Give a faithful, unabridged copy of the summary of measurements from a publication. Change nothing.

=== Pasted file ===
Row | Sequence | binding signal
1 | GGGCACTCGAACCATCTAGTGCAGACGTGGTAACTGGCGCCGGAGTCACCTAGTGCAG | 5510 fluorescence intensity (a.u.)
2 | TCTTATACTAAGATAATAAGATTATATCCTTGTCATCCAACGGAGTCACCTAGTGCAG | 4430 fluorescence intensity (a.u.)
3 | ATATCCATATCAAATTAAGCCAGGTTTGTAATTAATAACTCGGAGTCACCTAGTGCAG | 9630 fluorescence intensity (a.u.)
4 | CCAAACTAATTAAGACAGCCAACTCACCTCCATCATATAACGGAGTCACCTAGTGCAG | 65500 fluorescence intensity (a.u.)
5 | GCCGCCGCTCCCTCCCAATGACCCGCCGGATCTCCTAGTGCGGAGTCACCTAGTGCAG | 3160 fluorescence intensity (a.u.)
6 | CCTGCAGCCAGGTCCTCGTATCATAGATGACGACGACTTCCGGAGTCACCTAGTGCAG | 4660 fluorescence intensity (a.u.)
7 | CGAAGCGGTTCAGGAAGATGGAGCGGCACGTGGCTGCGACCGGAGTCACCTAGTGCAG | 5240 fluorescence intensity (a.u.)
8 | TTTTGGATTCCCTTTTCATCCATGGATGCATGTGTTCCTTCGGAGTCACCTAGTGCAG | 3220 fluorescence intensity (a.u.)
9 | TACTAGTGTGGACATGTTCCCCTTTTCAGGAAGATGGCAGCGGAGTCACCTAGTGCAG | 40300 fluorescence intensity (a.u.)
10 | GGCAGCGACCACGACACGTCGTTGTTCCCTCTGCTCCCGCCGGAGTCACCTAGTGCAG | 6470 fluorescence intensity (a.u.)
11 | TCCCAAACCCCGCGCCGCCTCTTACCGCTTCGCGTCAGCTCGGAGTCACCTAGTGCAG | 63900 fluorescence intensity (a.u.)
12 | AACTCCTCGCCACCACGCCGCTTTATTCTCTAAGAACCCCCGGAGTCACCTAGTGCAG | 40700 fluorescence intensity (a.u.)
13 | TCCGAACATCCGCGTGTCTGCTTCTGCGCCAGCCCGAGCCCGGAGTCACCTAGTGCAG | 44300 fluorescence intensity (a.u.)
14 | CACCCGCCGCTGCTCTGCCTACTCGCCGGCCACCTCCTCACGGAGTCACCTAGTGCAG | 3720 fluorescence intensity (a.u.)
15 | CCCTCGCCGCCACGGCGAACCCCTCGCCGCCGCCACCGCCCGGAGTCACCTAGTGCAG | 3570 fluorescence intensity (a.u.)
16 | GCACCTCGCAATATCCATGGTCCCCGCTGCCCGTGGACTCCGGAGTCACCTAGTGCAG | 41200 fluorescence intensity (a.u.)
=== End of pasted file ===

Row | Sequence | binding signal
1 | GGGCACTCGAACCATCTAGTGCAGACGTGGTAACTGGCGCCGGAGTCACCTAGTGCAG | 5510 fluorescence intensity (a.u.)
2 | TCTTATACTAAGATAATAAGATTATATCCTTGTCATCCAACGGAGTCACCTAGTGCAG | 4430 fluorescence intensity (a.u.)
3 | ATATCCATATCAAATTAAGCCAGGTTTGTAATTAATAACTCGGAGTCACCTAGTGCAG | 9630 fluorescence intensity (a.u.)
4 | CCAAACTAATTAAGACAGCCAACTCACCTCCATCATATAACGGAGTCACCTAGTGCAG | 65500 fluorescence intensity (a.u.)
5 | GCCGCCGCTCCCTCCCAATGACCCGCCGGATCTCCTAGTGCGGAGTCACCTAGTGCAG | 3160 fluorescence intensity (a.u.)
6 | CCTGCAGCCAGGTCCTCGTATCATAGATGACGACGACTTCCGGAGTCACCTAGTGCAG | 4660 fluorescence intensity (a.u.)
7 | CGAAGCGGTTCAGGAAGATGGAGCGGCACGTGGCTGCGACCGGAGTCACCTAGTGCAG | 5240 fluorescence intensity (a.u.)
8 | TTTTGGATTCCCTTTTCATCCATGGATGCATGTGTTCCTTCGGAGTCACCTAGTGCAG | 3220 fluorescence intensity (a.u.)
9 | TACTAGTGTGGACATGTTCCCCTTTTCAGGAAGATGGCAGCGGAGTCACCTAGTGCAG | 40300 fluorescence intensity (a.u.)
10 | GGCAGCGACCACGACACGTCGTTGTTCCCTCTGCTCCCGCCGGAGTCACCTAGTGCAG | 6470 fluorescence intensity (a.u.)
11 | TCCCAAACCCCGCGCCGCCTCTTACCGCTTCGCGTCAGCTCGGAGTCACCTAGTGCAG | 63900 fluorescence intensity (a.u.)
12 | AACTCCTCGCCACCACGCCGCTTTATTCTCTAAGAACCCCCGGAGTCACCTAGTGCAG | 40700 fluorescence intensity (a.u.)
13 | TCCGAACATCCGCGTGTCTGCTTCTGCGCCAGCCCGAGCCCGGAGTCACCTAGTGCAG | 44300 fluorescence intensity (a.u.)
14 | CACCCGCCGCTGCTCTGCCTACTCGCCGGCCACCTCCTCACGGAGTCACCTAGTGCAG | 3720 fluorescence intensity (a.u.)
15 | CCCTCGCCGCCACGGCGAACCCCTCGCCGCCGCCACCGCCCGGAGTCACCTAGTGCAG | 3570 fluorescence intensity (a.u.)
16 | GCACCTCGCAATATCCATGGTCCCCGCTGCCCGTGGACTCCGGAGTCACCTAGTGCAG | 41200 fluorescence intensity (a.u.)